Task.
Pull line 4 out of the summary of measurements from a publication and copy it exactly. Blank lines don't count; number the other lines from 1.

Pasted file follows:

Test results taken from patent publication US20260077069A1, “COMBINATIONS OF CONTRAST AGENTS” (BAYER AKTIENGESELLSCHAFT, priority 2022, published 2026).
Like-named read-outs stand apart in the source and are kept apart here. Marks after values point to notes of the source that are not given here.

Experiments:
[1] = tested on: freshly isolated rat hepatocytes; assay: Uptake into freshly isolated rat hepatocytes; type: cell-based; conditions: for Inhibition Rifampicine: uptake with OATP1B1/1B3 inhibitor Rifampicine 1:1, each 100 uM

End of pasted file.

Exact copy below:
[1] = tested on: freshly isolated rat hepatocytes; assay: Uptake into freshly isolated rat hepatocytes; type: cell-based; conditions: for Inhibition Rifampicine: uptake with OATP1B1/1B3 inhibitor Rifampicine 1:1, each 100 uM